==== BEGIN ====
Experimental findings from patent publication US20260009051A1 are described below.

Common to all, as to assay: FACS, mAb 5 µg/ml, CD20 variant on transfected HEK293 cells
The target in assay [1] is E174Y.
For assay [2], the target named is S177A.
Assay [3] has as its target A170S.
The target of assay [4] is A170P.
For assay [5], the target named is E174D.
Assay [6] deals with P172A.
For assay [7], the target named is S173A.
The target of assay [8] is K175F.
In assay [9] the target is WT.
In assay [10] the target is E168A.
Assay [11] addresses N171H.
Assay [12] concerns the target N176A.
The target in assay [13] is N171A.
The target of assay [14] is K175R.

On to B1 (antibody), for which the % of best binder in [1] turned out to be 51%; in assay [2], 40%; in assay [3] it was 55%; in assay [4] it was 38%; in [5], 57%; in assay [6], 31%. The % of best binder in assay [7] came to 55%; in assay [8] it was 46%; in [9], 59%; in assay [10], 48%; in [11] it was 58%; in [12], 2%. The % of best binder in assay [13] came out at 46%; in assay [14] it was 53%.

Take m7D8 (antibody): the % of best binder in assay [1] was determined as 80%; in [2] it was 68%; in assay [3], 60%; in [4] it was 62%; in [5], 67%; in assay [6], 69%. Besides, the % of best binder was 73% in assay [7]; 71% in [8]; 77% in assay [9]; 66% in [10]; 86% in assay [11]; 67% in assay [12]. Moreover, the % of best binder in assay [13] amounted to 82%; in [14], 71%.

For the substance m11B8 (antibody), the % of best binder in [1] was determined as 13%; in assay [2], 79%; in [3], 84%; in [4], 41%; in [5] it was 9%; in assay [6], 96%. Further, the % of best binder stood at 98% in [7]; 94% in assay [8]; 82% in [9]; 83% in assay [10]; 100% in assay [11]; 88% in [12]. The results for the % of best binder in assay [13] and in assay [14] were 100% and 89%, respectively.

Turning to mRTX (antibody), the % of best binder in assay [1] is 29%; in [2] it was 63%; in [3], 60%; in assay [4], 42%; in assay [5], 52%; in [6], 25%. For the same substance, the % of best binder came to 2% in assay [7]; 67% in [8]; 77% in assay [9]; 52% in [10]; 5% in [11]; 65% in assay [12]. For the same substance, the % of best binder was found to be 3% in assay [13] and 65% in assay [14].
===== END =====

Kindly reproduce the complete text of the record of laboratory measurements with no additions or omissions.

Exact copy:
Experimental findings from patent publication US20260009051A1 are described below.

Common to all, as to assay: FACS, mAb 5 µg/ml, CD20 variant on transfected HEK293 cells
The target in assay [1] is E174Y.
For assay [2], the target named is S177A.
Assay [3] has as its target A170S.
The target of assay [4] is A170P.
For assay [5], the target named is E174D.
Assay [6] deals with P172A.
For assay [7], the target named is S173A.
The target of assay [8] is K175F.
In assay [9] the target is WT.
In assay [10] the target is E168A.
Assay [11] addresses N171H.
Assay [12] concerns the target N176A.
The target in assay [13] is N171A.
The target of assay [14] is K175R.

On to B1 (antibody), for which the % of best binder in [1] turned out to be 51%; in assay [2], 40%; in assay [3] it was 55%; in assay [4] it was 38%; in [5], 57%; in assay [6], 31%. The % of best binder in assay [7] came to 55%; in assay [8] it was 46%; in [9], 59%; in assay [10], 48%; in [11] it was 58%; in [12], 2%. The % of best binder in assay [13] came out at 46%; in assay [14] it was 53%.

Take m7D8 (antibody): the % of best binder in assay [1] was determined as 80%; in [2] it was 68%; in assay [3], 60%; in [4] it was 62%; in [5], 67%; in assay [6], 69%. Besides, the % of best binder was 73% in assay [7]; 71% in [8]; 77% in assay [9]; 66% in [10]; 86% in assay [11]; 67% in assay [12]. Moreover, the % of best binder in assay [13] amounted to 82%; in [14], 71%.

For the substance m11B8 (antibody), the % of best binder in [1] was determined as 13%; in assay [2], 79%; in [3], 84%; in [4], 41%; in [5] it was 9%; in assay [6], 96%. Further, the % of best binder stood at 98% in [7]; 94% in assay [8]; 82% in [9]; 83% in assay [10]; 100% in assay [11]; 88% in [12]. The results for the % of best binder in assay [13] and in assay [14] were 100% and 89%, respectively.

Turning to mRTX (antibody), the % of best binder in assay [1] is 29%; in [2] it was 63%; in [3], 60%; in assay [4], 42%; in assay [5], 52%; in [6], 25%. For the same substance, the % of best binder came to 2% in assay [7]; 67% in [8]; 77% in assay [9]; 52% in [10]; 5% in [11]; 65% in assay [12]. For the same substance, the % of best binder was found to be 3% in assay [13] and 65% in assay [14].